Conflicting reports have emerged as to whether or not Russia has chosen to regulate online poker.
On Thursday, Russian media outlet Interfax.ru reported that a study commissioned last year by Deputy Prime Minister Igor Shuvalov had concluded that poker was not gambling and thus state authorities needed to make amendments to the appropriate regulations in preparation for a regulated market launch.
Shuvalov has yet to comment, but another Interfax source claimed no decision had been made. The source went on to say that the only conclusion that had been reached was that, should the government decide to go all-in, all servers containing Russian poker player data would need to be stored within Russia, in keeping with strict new regulations passed last year and which take effect this September.
Another Russian news agency, Itar-Tass, also reported that Shuvalov has yet to make a decision on poker regulation one way or the other. Itar-Tass claimed Shuvalov had discussed the issue with the relevant government departments, but had given no instructions beyond ordering them to submit legal assessments of what is and isn’t gambling.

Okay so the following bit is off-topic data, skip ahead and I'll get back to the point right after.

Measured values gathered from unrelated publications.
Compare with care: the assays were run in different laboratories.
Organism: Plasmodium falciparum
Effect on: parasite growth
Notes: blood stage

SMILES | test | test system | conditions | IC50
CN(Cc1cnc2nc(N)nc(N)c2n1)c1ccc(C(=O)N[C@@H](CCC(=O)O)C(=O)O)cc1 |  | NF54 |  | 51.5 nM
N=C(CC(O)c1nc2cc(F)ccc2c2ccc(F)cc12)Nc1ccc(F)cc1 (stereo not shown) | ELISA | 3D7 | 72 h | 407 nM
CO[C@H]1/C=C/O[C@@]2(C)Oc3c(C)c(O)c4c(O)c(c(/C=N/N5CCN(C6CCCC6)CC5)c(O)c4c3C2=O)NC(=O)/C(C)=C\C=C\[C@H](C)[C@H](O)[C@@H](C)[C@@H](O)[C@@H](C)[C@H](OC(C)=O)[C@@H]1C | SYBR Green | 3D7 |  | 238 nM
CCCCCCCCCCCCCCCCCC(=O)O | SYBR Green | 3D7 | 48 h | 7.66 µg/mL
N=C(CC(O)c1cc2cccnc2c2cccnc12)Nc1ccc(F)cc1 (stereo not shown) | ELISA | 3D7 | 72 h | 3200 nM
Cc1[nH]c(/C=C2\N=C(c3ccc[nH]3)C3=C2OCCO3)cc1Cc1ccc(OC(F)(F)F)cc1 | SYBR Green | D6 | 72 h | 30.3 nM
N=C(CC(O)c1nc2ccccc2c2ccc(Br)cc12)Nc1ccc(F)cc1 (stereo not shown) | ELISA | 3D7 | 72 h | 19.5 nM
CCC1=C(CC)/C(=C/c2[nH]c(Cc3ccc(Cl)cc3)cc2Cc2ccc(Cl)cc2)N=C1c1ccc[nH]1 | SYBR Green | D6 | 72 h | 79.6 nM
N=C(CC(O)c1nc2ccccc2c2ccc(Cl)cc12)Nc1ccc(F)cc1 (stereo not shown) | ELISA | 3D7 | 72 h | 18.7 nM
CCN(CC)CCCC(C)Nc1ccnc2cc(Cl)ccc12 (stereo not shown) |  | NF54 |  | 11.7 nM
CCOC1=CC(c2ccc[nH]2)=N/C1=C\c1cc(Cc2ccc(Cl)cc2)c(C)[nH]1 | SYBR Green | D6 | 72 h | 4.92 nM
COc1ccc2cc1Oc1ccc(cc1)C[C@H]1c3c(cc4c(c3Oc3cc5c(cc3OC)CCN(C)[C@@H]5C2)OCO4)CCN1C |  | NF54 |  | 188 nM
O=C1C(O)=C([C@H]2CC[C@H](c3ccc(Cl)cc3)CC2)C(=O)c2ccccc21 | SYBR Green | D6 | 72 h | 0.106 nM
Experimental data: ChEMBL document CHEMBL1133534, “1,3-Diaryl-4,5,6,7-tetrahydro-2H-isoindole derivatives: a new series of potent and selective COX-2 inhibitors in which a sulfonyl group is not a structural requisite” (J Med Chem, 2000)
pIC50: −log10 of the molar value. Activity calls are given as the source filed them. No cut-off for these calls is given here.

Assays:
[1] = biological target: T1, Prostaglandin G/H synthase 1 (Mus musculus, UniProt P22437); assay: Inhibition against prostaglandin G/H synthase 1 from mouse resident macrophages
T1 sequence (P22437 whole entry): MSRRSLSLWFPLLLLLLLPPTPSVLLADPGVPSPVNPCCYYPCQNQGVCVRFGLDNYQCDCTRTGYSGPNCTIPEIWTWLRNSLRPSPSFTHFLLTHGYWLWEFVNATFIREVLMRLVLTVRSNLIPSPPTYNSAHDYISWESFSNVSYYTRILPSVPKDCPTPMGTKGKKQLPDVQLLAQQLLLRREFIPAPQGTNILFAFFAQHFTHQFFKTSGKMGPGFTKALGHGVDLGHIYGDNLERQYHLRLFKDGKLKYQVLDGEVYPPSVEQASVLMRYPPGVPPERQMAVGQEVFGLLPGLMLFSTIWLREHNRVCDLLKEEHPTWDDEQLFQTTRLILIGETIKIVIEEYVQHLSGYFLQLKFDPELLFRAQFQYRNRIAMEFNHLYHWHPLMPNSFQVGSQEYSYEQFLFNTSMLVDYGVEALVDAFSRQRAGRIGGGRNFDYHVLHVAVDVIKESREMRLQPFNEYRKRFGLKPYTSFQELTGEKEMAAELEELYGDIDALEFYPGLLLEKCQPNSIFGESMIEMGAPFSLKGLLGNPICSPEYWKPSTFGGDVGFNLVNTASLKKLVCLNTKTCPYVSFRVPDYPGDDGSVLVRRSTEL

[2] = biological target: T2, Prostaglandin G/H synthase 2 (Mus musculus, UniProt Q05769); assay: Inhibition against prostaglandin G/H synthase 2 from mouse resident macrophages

Last month, Sportingnews reported that businessman Vasily Anisimov, who heads the Coalco Development Company as well as the Russian lottery industry association, announced that a regulated Russian online poker market could contribute an annual $12.2m to the country’s Chess Federation. It’s not clear what formula Anisimov used to arrive at this figure.
BOOKIES TO CATCH BREAK ON ADVERTISING?
Much of the poker speculation stems from a decision in July by Russian Prime Minister Vladimir Putin to okay a study of how to raise funds for the country’s sporting bodies. Among the suggested changes was to allow Russian bookmakers – including the online kind – and the state lottery greater freedom to enter into sponsorship and marketing deals with Russian sports leagues and teams.
Russia’s licensed land-based bookies have long chafed under the country’s tight marketing laws, which permit sports betting ads on TV and radio only between the hours of 10pm and 7am while outdoor signage is limited to the windows of betting shops. The rules also prohibit the use of images of people and animals, making it impossible to incorporate athletes playing the sports on which bets are being offered.
During this summer’s Russian Gaming Week conference in Moscow, National Association of Bookmakers president Yuri Fedorov revealed that officials at the Ministry of Sports had criticized bookies as “parasites” because of their lack of investment in Russian sports. Fedorov retorted that the government’s rules prevented bookies from earning the extra cash that could be diverted to sporting organizations. Fedorov’s message appears to have gotten through, although Russia’s crumbling economy and the resulting evaporation of government tax revenue likely played a far larger role.